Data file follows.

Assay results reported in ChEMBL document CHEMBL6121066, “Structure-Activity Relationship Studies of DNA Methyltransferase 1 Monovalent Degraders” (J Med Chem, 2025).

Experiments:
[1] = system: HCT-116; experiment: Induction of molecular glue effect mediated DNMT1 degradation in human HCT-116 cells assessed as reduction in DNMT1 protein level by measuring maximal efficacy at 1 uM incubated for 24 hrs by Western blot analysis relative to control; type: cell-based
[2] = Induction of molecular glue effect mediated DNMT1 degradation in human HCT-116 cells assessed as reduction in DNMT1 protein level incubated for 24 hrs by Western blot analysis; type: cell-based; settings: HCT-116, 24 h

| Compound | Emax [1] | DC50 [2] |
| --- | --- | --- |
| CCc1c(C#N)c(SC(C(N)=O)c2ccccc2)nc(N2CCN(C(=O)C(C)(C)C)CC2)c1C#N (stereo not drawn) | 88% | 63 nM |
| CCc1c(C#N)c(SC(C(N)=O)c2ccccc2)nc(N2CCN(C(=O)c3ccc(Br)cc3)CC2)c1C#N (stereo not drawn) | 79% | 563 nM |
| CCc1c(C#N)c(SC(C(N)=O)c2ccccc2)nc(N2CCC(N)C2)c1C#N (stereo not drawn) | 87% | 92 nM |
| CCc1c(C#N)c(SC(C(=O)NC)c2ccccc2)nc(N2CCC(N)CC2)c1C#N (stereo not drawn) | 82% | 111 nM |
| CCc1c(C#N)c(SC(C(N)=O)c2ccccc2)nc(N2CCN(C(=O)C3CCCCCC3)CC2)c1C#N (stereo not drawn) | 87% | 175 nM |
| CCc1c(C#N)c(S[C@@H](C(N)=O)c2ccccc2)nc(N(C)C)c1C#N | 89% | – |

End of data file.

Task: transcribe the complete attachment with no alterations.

Assay results reported in ChEMBL document CHEMBL6121066, “Structure-Activity Relationship Studies of DNA Methyltransferase 1 Monovalent Degraders” (J Med Chem, 2025).

Experiments:
[1] = system: HCT-116; experiment: Induction of molecular glue effect mediated DNMT1 degradation in human HCT-116 cells assessed as reduction in DNMT1 protein level by measuring maximal efficacy at 1 uM incubated for 24 hrs by Western blot analysis relative to control; type: cell-based
[2] = Induction of molecular glue effect mediated DNMT1 degradation in human HCT-116 cells assessed as reduction in DNMT1 protein level incubated for 24 hrs by Western blot analysis; type: cell-based; settings: HCT-116, 24 h

| Compound | Emax [1] | DC50 [2] |
| --- | --- | --- |
| CCc1c(C#N)c(SC(C(N)=O)c2ccccc2)nc(N2CCN(C(=O)C(C)(C)C)CC2)c1C#N (stereo not drawn) | 88% | 63 nM |
| CCc1c(C#N)c(SC(C(N)=O)c2ccccc2)nc(N2CCN(C(=O)c3ccc(Br)cc3)CC2)c1C#N (stereo not drawn) | 79% | 563 nM |
| CCc1c(C#N)c(SC(C(N)=O)c2ccccc2)nc(N2CCC(N)C2)c1C#N (stereo not drawn) | 87% | 92 nM |
| CCc1c(C#N)c(SC(C(=O)NC)c2ccccc2)nc(N2CCC(N)CC2)c1C#N (stereo not drawn) | 82% | 111 nM |
| CCc1c(C#N)c(SC(C(N)=O)c2ccccc2)nc(N2CCN(C(=O)C3CCCCCC3)CC2)c1C#N (stereo not drawn) | 87% | 175 nM |
| CCc1c(C#N)c(S[C@@H](C(N)=O)c2ccccc2)nc(N(C)C)c1C#N | 89% | – |